About the artwork

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The monumental sculpture named Cirbuats by artist Nick Ervinck arrived on Wednesday, April 24th, 2013, in four large pieces on big trucks. A huge crane hoisted the pieces tens of meters over the houses and put them together. "It represents a giant canvas that seems to cover something. But in fact there is nothing underneath, » says Ervinck. "The idea was to make a kind of waterfall that flows over the building. It has something of a submerged sphinx."

Nick Ervinck, with the color yellow as a trademark, is looking for the interaction between virtual constructions and (larger than life) handmade sculptures.

This monumental sculpture is so to speak grafted on the building and illustrates the contrast between the conventional models of the architecture (box) and the virtual design (blob). It is a contrast between rigid and organic forms and between physical and virtual. While most architects favour only one of these schools in design, Ervinck choose with this design resolutely for a third way: the synthesis of both. Inspired by architects like Will Alsop and Greg Lynn, Ervinck explored the potential of digital design methods for the sculpture. For Zebrastraat he designed an organic form that seems to loosen the cube, but at the same time cannot exist without the latter. This monumental work is not only a study of the media sculpture, it also challenges its existence conditions (mass, dimension, matter and gravity) in a radical way.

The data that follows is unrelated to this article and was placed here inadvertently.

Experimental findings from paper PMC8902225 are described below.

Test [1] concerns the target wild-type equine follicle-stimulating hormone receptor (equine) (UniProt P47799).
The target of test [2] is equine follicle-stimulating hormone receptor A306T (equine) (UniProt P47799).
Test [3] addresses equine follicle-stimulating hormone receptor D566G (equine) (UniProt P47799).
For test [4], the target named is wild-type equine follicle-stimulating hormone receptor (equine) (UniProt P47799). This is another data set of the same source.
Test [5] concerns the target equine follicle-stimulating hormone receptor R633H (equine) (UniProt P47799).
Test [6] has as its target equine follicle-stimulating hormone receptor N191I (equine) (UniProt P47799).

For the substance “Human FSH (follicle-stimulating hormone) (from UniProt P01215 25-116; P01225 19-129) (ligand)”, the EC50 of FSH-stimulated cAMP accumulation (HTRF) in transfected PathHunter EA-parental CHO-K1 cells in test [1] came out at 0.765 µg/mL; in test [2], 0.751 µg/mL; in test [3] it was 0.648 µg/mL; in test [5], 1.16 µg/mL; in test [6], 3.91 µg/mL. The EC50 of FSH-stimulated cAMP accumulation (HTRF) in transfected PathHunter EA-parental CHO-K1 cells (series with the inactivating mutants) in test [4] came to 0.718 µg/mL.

The veil is a very ambivalent pattern: it first hides the information, but at the same time it also emphasizes what is hidden under the cloth. The sculpted fabric stands for transformation: it conceals and reveals the matter. This art work for Zebrastraat is finally a monumental poetic ode to the volume and shape: the fundamentals of sculpture.

First Ervinck plays with the concept of 'rear'. These facades were originally not intended to be seen from the street. After the land was bought, these facades started to play a new role in the streetscape. Ervinck wants to upgrade the - often unappreciated - rear of the building, and even attribute a public function to it. With this work he also thinks about how art can be integrated into society.

By "covering" part of the facade with a veil, Ervinck reflects secondly on the processes of spatial appropriation. Its imposing structure reflects an increasingly problematic division between public and private, and a privatization process that since the 15th century has become more and more compelling. Ervinck does not want to draw a radical line between inside and outside. He would rather like to create a meeting point, which will functionally be realized by the installation of a bar at the bottom of the sculpture.